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Tax Proposals Target Interest Deductions

09 July 2013   (0 Comments)
Posted by: Author: Ruan Jooste
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Author: Ruan Jooste (BusinessDay, bdlive.co.za)

Last week, the Treasury and the South African Revenue Service (SARS) published the 2013 draft Taxation Laws Amendment Bill for public comment. The draft legislation gives effect to most of the tax proposals announced in this year’s budget review, but also contains proposals aimed at limiting the deductibility of interest payments in certain transactions.

These additional proposals were released in May for public input. The Treasury has stated that the proposed rules will limit excessive interest deductions in schemes that could lead to tax-base erosion.

The Treasury noted that this was one of the most significant types of tax-base erosion in South Africa and that it comes in the form of companies in effect shifting income to a no-tax or low-tax jurisdiction or converting to a different type of income, one subject to less tax in South Africa. These deductions are typically channelled as interest, royalties, service fees and insurance premiums. "Of greatest concern is excessive deductible interest," the Treasury said.

Transactions between related local and offshore parties are a concern. Nonresident lenders are not taxed on interest income by reason of a specific exemption in the Income Tax Act introduced by the government. In the future, they will be subject to an interest withholding tax at a rate that will range from 5% to 15%, depending on double-taxation agreements South Africa has with the country concerned.

SARS also wants to limit the tax deduction applicable to persons to 40% of the debtor’s taxable income (determined before taking into account any interest).

"One of the key justifications is to combat ‘arbitrage’," says Adam Bekker, senior deal maker in the corporate finance department of Bravura. "Situations like where a borrower gets a tax deduction for an interest expense, whilst the lender is exempt from tax, or is taxed at a low rate in respect of the interest income, will no longer be tolerated," he says.

In order to reduce this concern, the deductions for interest associated with debt between certain entities of the same group will be limited regardless of the terms associated with that debt.

More specifically, if a company pays interest to another entity within the same group and the interest is untaxed (or taxed at a lower rate) when received by the other entity, the interest deduction will be subject to a limitation. The limitation will also apply if the untaxed group entity guarantees or provides other security in respect of debt owed by the company debtor.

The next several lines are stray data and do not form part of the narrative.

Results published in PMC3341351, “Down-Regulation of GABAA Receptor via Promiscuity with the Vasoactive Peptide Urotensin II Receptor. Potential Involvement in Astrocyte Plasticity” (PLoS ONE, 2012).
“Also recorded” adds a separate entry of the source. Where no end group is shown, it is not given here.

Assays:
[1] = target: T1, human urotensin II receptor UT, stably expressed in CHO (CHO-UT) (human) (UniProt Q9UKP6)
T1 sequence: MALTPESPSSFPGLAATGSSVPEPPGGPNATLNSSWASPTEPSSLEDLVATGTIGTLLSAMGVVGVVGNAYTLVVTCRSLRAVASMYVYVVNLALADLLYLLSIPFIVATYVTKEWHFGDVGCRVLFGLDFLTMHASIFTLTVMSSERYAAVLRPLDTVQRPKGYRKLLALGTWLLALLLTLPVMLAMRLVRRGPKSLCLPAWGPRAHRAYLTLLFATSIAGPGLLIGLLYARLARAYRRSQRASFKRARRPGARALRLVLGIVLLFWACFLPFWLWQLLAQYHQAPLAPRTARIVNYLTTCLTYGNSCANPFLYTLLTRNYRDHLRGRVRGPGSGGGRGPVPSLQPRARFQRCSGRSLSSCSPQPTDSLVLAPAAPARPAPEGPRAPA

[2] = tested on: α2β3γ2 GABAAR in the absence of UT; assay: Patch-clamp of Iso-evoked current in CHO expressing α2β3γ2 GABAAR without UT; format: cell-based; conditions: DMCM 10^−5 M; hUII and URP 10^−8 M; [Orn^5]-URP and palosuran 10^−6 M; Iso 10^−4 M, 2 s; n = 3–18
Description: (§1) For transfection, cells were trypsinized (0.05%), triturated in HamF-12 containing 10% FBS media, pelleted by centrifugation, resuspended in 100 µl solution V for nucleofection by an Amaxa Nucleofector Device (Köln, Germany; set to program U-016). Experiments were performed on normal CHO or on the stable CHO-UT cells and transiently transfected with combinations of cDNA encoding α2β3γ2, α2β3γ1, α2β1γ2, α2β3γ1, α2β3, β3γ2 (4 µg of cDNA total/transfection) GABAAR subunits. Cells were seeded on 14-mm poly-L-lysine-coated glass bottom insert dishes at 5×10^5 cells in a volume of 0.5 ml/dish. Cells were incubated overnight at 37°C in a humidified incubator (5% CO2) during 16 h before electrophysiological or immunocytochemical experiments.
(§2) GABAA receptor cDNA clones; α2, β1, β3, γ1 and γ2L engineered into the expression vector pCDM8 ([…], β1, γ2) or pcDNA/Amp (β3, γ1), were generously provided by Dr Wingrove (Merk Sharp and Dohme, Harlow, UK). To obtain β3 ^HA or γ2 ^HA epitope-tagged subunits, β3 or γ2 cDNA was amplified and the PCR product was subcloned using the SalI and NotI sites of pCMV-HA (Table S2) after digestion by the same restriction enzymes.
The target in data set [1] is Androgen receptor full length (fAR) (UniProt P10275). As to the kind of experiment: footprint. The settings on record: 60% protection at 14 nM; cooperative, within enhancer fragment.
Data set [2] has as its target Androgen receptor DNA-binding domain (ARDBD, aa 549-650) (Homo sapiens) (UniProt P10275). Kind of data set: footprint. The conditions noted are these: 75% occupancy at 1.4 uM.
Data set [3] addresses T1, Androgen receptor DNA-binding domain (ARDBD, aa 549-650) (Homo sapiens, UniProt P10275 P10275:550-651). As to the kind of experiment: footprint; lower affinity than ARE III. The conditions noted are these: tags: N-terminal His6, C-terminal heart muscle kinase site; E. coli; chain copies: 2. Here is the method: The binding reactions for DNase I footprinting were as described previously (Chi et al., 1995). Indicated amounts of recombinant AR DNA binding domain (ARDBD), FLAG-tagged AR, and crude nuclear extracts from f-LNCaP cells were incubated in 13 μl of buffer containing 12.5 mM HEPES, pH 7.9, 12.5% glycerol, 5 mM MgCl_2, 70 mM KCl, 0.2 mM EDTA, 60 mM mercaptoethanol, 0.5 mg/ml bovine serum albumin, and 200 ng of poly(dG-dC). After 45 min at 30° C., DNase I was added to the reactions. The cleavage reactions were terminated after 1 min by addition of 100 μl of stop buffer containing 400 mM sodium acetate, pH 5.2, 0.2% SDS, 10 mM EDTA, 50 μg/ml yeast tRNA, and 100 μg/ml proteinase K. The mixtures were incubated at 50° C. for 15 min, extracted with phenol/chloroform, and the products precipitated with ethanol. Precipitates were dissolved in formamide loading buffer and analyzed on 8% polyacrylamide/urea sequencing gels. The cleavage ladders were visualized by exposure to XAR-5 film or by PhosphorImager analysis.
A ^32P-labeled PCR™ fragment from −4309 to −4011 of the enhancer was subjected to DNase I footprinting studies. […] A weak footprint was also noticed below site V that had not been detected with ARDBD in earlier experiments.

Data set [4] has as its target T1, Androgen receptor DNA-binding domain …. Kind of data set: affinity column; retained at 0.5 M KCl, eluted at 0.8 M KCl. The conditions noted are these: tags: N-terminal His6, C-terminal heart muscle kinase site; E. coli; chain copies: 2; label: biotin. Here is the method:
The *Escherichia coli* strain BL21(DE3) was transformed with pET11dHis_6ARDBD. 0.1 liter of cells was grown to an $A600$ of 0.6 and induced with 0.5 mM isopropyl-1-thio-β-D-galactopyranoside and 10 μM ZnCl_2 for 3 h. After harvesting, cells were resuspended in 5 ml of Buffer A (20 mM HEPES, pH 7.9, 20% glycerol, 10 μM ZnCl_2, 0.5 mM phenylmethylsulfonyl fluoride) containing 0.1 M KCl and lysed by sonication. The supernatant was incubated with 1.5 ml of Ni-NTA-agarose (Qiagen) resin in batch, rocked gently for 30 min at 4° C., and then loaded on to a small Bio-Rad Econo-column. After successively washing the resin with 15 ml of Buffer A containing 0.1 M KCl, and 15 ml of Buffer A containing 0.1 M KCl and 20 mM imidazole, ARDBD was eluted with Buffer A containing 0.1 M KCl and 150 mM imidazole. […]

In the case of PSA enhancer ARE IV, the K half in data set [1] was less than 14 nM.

In either of these circumstances, the deduction for interest paid or incurred in respect of the debt will be limited to 40% of the debtor’s taxable income. To the extent that interest paid or incurred on debt between group entities exceeds the limitation, the excess can be carried forward for up to five years.

Mr Bekker says the 40% cap appears to be arbitrary.

He says the main problem is that the taxpayer’s interest payments will fluctuate in line with interest rates, and its taxable income will change in line with profits. Both are matters over which the taxpayer has no influence. "If interest rates rise or profits decrease, or both, the taxpayer’s interest bill as a proportion of profits goes up, and the nondeductible portion of that interest bill also increases. Then, despite the taxpayer not having done anything, the arbitrary 40% rule can impact on a punitive basis to worsen the effect of an already harsh economic climate," he says.

The proposed rule is, however, limited to situations where the interest is deductible in one person’s hands but exempt, or taxed at a lower rate, in another person’s hands. This measure also limits tax losses available to companies in freeing up some cash and assisting in its financial recovery.

For example, a transaction might have been entered into before the 2008-09 crisis, when a firm was making profit, but then incurred losses during the recession. The rule will prevent a company from building up a tax loss during the tough times and using this in future to lessen a tax liability.

"On an economic fairness basis, that loss should be available to assist you with your tax bill, and therefore your recovery, going forward. This rule won’t allow that," says Mr Bekker.

The "percentage of taxable income" measure to limit interest deductions moves away from the international norm, which favours a debt-to-equity type measure to determine the level of interest allowed as a tax-deductible expense.

"Ultimately, SARS is trying to collect more revenue by curbing areas in which it believes there is abuse. It has targeted areas where it thinks there is a mismatch between economic substance and tax treatment, or a mismatch in tax treatment between countries and between people," Mr Bekker says.

SARS sometimes brings in one set of rules, only to try to reverse their application or consequences through another set. The rules it proposes are often also too broad.


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